After I told him I liked my usual stuffed mushroom recipe, but was in the mood for something less earnest and healthful, my bacon and cheese-loving husband found this sinful delight on Epicurious. The filling is so good, it takes restraint not to eat it by the spoonful, so consider yourself warned.
Jacques Pépin, Food & Wine
1 cup milk
4 tablespoons unsalted butter (1/2 stick)
1/4 teaspoon salt
Dash cayenne pepper
1 cup all-purpose flour
3 large eggs
1/2 teaspoon paprika
1/2 cup grated Parmesan cheese
1 1/2 cups grated Swiss cheese (Emmenthaler or Gruyere)
Coarse salt (fleur de sel or kosher salt) to sprinkle on top
Bring the milk, butter, salt, and cayenne to a boil in a saucepan. Remove from the heat, add the flour all at once, and mix vigorously with a wooden spatula until the mixture forms a ball. Return the pan to the heat and cook over medium heat, stirring occasionally, for about 1 minute to dry the mixture a bit. Transfer to the bowl of a food processor, let cool for 5 minutes, then process for about 5 seconds.
Add the eggs and paprika to the processor bowl, and process for 10 to 15 seconds, until well mixed. Transfer the choux paste to a mixing bowl, and let cool for 10 minutes.
Preheat the oven to 375°F. Line a cookie sheet with a reusable nonstick baking mat or parchment paper. Reserve 1 tablespoon of the grated Parmesan cheese, then add the remainder and all the Swiss cheese to the choux paste. Stir just enough to incorporate. Using a tablespoon, scoop out a level tablespoon of the gougère dough, and push it off the spoon onto the cooking mat. Continue making individual gougère, spacing them about 2-inches apart on the sheet. Sprinkle a few grains of coarse salt and a little of the reserved Parmesan cheese on each gougère. Bake for about 30 minutes, until nicely browned and crisp. Serve lukewarm or at room temperature with drinks.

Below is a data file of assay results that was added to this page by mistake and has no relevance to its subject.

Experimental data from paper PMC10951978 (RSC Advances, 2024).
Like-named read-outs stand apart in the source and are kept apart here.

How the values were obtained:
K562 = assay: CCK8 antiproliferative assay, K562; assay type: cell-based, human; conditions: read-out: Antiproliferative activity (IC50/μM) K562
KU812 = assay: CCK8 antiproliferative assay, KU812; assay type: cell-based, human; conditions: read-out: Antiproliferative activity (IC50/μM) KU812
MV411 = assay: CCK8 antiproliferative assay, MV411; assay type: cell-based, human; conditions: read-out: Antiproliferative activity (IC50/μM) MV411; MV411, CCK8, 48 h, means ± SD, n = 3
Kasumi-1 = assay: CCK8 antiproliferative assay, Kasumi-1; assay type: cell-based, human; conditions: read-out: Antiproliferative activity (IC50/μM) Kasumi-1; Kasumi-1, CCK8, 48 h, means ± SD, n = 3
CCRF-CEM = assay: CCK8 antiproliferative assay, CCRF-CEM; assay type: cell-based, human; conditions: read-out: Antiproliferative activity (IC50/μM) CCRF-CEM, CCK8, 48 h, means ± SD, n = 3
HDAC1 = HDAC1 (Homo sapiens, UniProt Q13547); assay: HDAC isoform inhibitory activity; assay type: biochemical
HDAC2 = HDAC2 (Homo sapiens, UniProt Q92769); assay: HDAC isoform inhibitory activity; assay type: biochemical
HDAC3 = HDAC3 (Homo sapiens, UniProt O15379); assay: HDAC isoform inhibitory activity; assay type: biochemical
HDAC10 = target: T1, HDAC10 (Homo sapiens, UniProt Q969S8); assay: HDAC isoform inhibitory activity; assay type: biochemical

Roasted Mushrooms Stuffed With Feta, Spinach and Bacon
Bon Appetit, October 2001
Makes about 48
8 ounces bacon slices
1 cup chopped onion
1 10-ounce package chopped frozen spinach, thawed, squeezed dry
4 ounces feta cheese, crumbled (about 3/4 cup)
4 ounces cream cheese, room temperature
1/4 teaspoon dried crushed red pepper
2 3/4 pounds button mushrooms (about 48; each about 1 1/2 inches in diameter), stemmed
Preheat oven to 375°F. Cook bacon in heavy large skillet until crisp, about 8 minutes. Transfer bacon to paper towels to drain. Coarsely crumble bacon. Discard all but 1/4 cup plus 2 teaspoons bacon fat (adding olive oil if necessary to equal that amount).
Heat 2 teaspoons reserved bacon fat in heavy medium skillet over medium heat. Add chopped onion and saute until tender, about 5 minutes. Transfer to medium bowl and cool; mix in bacon, spinach, feta, cream cheese, and crushed red pepper. Season filling to taste with salt and pepper.
Line 2 large rimmed baking sheets with foil. Toss mushrooms and reserved 1/4 cup bacon fat in large bowl to coat. Sprinkle mushrooms with salt and pepper. Place mushrooms, rounded side down, in single layer on prepared baking sheets. Bake mushrooms until centers fill with liquid, about 25 minutes. Turn mushrooms over. Bake mushrooms until brown and liquid evaporates, about 20 minutes longer. Turn mushrooms over again. Spoon 1 heaping teaspoon filling into each mushroom cavity. (Filled mushrooms can be prepared 1 day ahead. Cover and refrigerate.)
Preheat oven to 375°F. Bake mushrooms until heated through, about 10 minutes. Transfer mushrooms to platter and serve warm.